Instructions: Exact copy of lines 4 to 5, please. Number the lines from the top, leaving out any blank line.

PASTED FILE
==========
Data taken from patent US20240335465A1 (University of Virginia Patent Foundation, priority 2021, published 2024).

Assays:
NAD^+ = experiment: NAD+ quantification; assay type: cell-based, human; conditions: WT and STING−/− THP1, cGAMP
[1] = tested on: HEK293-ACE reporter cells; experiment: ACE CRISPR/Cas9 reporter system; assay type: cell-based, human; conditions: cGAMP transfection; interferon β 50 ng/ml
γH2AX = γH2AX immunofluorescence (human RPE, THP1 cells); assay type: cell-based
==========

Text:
[1] = tested on: HEK293-ACE reporter cells; experiment: ACE CRISPR/Cas9 reporter system; assay type: cell-based, human; conditions: cGAMP transfection; interferon β 50 ng/ml
γH2AX = γH2AX immunofluorescence (human RPE, THP1 cells); assay type: cell-based